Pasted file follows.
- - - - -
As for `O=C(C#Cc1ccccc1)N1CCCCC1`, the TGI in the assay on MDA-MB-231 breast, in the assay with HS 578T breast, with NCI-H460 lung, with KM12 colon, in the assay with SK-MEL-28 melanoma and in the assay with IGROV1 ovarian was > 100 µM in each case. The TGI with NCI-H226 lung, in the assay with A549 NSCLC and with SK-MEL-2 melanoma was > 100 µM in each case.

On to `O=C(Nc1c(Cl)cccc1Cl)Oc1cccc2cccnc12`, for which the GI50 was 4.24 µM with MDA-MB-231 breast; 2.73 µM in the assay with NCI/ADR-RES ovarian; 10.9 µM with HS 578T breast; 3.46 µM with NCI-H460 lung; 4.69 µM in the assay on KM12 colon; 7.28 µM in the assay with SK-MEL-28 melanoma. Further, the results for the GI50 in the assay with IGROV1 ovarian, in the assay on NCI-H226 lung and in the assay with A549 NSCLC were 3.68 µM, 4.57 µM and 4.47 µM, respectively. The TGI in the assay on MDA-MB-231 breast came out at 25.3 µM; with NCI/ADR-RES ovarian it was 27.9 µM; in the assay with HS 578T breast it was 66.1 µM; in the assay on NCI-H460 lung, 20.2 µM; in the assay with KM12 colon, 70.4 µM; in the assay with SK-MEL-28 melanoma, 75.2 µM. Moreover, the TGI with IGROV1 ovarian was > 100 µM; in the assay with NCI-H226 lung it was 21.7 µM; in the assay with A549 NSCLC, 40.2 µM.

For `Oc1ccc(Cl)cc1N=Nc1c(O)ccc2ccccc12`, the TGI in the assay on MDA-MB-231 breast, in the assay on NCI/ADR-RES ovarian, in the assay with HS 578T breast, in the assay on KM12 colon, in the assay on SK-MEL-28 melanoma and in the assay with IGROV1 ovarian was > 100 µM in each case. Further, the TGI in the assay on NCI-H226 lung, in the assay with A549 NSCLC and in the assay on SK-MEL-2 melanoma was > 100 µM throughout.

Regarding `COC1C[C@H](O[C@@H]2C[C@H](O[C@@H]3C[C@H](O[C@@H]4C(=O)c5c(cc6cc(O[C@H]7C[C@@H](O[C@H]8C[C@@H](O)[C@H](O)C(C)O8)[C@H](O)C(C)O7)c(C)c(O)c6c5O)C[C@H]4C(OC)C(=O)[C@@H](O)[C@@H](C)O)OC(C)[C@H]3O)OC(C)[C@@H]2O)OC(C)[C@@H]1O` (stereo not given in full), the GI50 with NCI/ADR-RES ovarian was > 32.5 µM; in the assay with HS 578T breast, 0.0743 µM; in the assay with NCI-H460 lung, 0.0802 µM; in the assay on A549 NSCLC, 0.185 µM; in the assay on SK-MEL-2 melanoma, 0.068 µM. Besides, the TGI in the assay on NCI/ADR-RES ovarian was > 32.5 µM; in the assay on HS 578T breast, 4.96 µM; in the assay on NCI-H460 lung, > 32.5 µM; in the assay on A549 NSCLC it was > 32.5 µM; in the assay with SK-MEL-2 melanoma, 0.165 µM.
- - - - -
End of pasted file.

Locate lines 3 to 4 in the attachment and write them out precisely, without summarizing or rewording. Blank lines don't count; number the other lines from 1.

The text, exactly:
For `Oc1ccc(Cl)cc1N=Nc1c(O)ccc2ccccc12`, the TGI in the assay on MDA-MB-231 breast, in the assay on NCI/ADR-RES ovarian, in the assay with HS 578T breast, in the assay on KM12 colon, in the assay on SK-MEL-28 melanoma and in the assay with IGROV1 ovarian was > 100 µM in each case. Further, the TGI in the assay on NCI-H226 lung, in the assay with A549 NSCLC and in the assay on SK-MEL-2 melanoma was > 100 µM throughout.

Regarding `COC1C[C@H](O[C@@H]2C[C@H](O[C@@H]3C[C@H](O[C@@H]4C(=O)c5c(cc6cc(O[C@H]7C[C@@H](O[C@H]8C[C@@H](O)[C@H](O)C(C)O8)[C@H](O)C(C)O7)c(C)c(O)c6c5O)C[C@H]4C(OC)C(=O)[C@@H](O)[C@@H](C)O)OC(C)[C@H]3O)OC(C)[C@@H]2O)OC(C)[C@@H]1O` (stereo not given in full), the GI50 with NCI/ADR-RES ovarian was > 32.5 µM; in the assay with HS 578T breast, 0.0743 µM; in the assay with NCI-H460 lung, 0.0802 µM; in the assay on A549 NSCLC, 0.185 µM; in the assay on SK-MEL-2 melanoma, 0.068 µM. Besides, the TGI in the assay on NCI/ADR-RES ovarian was > 32.5 µM; in the assay on HS 578T breast, 4.96 µM; in the assay on NCI-H460 lung, > 32.5 µM; in the assay on A549 NSCLC it was > 32.5 µM; in the assay with SK-MEL-2 melanoma, 0.165 µM.